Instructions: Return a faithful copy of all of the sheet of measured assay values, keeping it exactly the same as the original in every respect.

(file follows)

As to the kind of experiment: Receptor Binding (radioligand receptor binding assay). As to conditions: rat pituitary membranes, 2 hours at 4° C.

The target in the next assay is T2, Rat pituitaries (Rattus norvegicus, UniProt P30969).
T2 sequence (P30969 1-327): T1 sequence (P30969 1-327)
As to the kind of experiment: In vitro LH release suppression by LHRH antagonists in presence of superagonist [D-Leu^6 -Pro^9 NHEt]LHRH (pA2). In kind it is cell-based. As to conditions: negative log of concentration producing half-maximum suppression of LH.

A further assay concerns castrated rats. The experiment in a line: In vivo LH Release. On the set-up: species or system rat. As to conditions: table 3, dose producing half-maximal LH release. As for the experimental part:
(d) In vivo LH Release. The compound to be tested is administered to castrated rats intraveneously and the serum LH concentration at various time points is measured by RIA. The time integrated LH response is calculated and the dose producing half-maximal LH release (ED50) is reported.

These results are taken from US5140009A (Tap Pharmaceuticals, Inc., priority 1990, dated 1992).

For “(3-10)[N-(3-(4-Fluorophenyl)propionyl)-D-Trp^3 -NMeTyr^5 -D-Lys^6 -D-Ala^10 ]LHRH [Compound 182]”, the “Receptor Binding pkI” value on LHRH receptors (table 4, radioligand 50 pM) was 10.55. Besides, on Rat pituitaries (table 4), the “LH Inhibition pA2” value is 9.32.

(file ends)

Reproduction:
As to the kind of experiment: Receptor Binding (radioligand receptor binding assay). As to conditions: rat pituitary membranes, 2 hours at 4° C.

The target in the next assay is T2, Rat pituitaries (Rattus norvegicus, UniProt P30969).
T2 sequence (P30969 1-327): T1 sequence (P30969 1-327)
As to the kind of experiment: In vitro LH release suppression by LHRH antagonists in presence of superagonist [D-Leu^6 -Pro^9 NHEt]LHRH (pA2). In kind it is cell-based. As to conditions: negative log of concentration producing half-maximum suppression of LH.

A further assay concerns castrated rats. The experiment in a line: In vivo LH Release. On the set-up: species or system rat. As to conditions: table 3, dose producing half-maximal LH release. As for the experimental part:
(d) In vivo LH Release. The compound to be tested is administered to castrated rats intraveneously and the serum LH concentration at various time points is measured by RIA. The time integrated LH response is calculated and the dose producing half-maximal LH release (ED50) is reported.

These results are taken from US5140009A (Tap Pharmaceuticals, Inc., priority 1990, dated 1992).

For “(3-10)[N-(3-(4-Fluorophenyl)propionyl)-D-Trp^3 -NMeTyr^5 -D-Lys^6 -D-Ala^10 ]LHRH [Compound 182]”, the “Receptor Binding pkI” value on LHRH receptors (table 4, radioligand 50 pM) was 10.55. Besides, on Rat pituitaries (table 4), the “LH Inhibition pA2” value is 9.32.